~Sunset over the wing of the plane somewhere over the Atlantic~
This could be any morning in my normal life. Kids are waking up, getting breakfast, and packing backpacks for school. Laundry needs to be done and dishes are scattered all over the table. But instead of my suburban cul-de-sac outside the window the Alps preside like proud mothers with hands on wide hips, lush with green fertility, over the town of Albertville. France, that is.
~Alps in Albertville~
Anticipating a semester of life wrangling that will leave my soul frayed around the edges, I have preemptively planned a getaway to recharge. As the cruise director and ever present gatekeeper charged with the weighty task of protecting a great many little lives, I have learned the danger of pushing myself to the point of unraveling. Wisdom dictates that I take a break well before the power is completely drained and I am forced to fire up the dark generator fueled by resentment and exhaustion. This kind of rejuvenation can only partial be met by beautiful scenery and leisurely pursuits. This kind of need is met best by a true friend, like my friend Lori.
I met Lori in my first year of classroom teaching. She was an experienced teacher, someone to look up to, and I was a novice in every sense of the word. We might have initial bonded over our similar employment and stations in life as young married women, but we were more accurately drawn together by a magnetic attraction that nestled our two souls together in a way that fit for life. To be with this heart-friend is a combination of being welcomed home to the smell of turkey and pumpkin pie while gently applying a cooling salve to a burning wound. She is the kind of friend that no matter how much time has passed, we pick back up quickly. Whether we are chatting incessantly or sitting in silence, we are at ease together- the kind of ease that comes with the comfort of being yourself while all the while knowing that the other party expects nothing less.
~In Annecy, France~
She is also the kind of friend- a true friend-who reads the lines I ramble in this space regularly, so I have to add a few more words that aren’t the kind that are fit to be spoken face to face. She embodies an unending beauty that cannot be erased by time, a beauty that derives from an internal well of joy and peace. When I look into this beauty, I see mirrored back the ways that I want to be a better person.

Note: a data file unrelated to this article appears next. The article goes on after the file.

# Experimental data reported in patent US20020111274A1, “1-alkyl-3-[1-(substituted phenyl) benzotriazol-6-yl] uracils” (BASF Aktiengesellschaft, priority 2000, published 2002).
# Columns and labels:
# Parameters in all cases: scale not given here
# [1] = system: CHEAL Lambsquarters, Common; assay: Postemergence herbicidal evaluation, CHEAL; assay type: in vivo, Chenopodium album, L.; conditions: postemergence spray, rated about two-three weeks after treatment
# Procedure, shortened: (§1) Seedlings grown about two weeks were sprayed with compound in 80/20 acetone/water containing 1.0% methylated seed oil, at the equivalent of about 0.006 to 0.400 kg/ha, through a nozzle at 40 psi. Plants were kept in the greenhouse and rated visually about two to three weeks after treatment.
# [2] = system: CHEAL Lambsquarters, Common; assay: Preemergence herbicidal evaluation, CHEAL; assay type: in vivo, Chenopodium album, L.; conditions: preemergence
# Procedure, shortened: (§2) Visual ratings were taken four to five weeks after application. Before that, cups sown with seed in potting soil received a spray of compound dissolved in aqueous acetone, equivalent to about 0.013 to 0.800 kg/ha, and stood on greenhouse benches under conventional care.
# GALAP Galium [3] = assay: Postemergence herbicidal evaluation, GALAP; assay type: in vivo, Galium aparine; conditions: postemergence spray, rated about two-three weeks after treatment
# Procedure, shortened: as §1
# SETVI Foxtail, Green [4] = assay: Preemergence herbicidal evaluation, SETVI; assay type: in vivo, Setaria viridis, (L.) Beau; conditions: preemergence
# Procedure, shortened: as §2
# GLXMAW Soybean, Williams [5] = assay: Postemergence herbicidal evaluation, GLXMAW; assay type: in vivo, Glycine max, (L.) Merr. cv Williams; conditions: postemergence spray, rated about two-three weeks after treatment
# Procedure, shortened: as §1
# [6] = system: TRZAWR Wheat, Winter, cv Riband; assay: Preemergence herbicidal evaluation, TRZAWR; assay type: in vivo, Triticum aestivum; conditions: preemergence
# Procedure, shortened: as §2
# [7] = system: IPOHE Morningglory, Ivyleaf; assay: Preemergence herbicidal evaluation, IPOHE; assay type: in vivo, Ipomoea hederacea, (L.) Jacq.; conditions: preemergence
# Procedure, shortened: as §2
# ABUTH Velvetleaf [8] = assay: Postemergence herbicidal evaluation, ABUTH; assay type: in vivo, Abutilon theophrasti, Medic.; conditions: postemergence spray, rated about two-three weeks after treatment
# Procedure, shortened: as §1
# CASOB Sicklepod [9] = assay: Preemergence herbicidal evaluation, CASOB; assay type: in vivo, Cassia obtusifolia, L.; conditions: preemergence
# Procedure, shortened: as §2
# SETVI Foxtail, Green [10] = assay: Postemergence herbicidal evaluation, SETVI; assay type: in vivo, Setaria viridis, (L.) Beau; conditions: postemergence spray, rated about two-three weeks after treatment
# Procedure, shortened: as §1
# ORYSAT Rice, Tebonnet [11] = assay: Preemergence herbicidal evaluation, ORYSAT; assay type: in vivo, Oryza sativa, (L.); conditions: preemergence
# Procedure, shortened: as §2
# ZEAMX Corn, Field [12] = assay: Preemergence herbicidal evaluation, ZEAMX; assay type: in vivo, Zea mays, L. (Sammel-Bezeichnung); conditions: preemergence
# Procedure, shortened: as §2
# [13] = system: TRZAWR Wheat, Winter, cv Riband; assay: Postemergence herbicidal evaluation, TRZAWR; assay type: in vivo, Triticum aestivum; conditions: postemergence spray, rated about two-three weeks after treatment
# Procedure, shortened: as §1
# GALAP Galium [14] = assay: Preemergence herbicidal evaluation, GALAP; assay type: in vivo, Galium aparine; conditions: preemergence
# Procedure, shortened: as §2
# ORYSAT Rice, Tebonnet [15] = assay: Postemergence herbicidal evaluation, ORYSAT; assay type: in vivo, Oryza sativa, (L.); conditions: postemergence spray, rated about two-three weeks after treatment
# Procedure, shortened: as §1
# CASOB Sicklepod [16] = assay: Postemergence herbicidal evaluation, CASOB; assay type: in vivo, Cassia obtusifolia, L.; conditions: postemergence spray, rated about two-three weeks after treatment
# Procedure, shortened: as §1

With such a friend as this, it is a natural choice to visit her to knit my soul back into usable pieces. While I have lived in the same five mile radius since we met, Lori has had a rambling life. In fact, perhaps as a further testament to the strength of our friendship, we have only lived in the same city for six months of our entire friendship. In the past, she has lived in Deep South Texas, Arkansas, and Virginia. She and her family now reside in France. This is how I have come to the charming city of Albertville for my retreat d’sanity. It is not based on the recommendations of any guidebook, but because it is the home of my friend.
With uncharacteristic abandon, I board the plane to Albertville with absolutely no preplanning or requisite expectations. Typically, I arrive in any new city with a long list to conquer and a solid plan to adequately complete my task. My penchant for detailed pre-planning is not just a power play. I draw the most enjoyment out of the planning, drooling over online guidebooks and crafting perfectly formed itineraries. For this trip, I have an unyielding desire to actively un-plan. Whether this comes from a divine inspiration or exhausted desperation, I am drawn to simply let it be and accept what comes.
Though I am determined to let it be, I am also determined to make it count. I only have seven days to store up enough reserve in my soul. Whatever experiences are to morph into reality, I need them to be good ones.
~A View of Albertville from Above~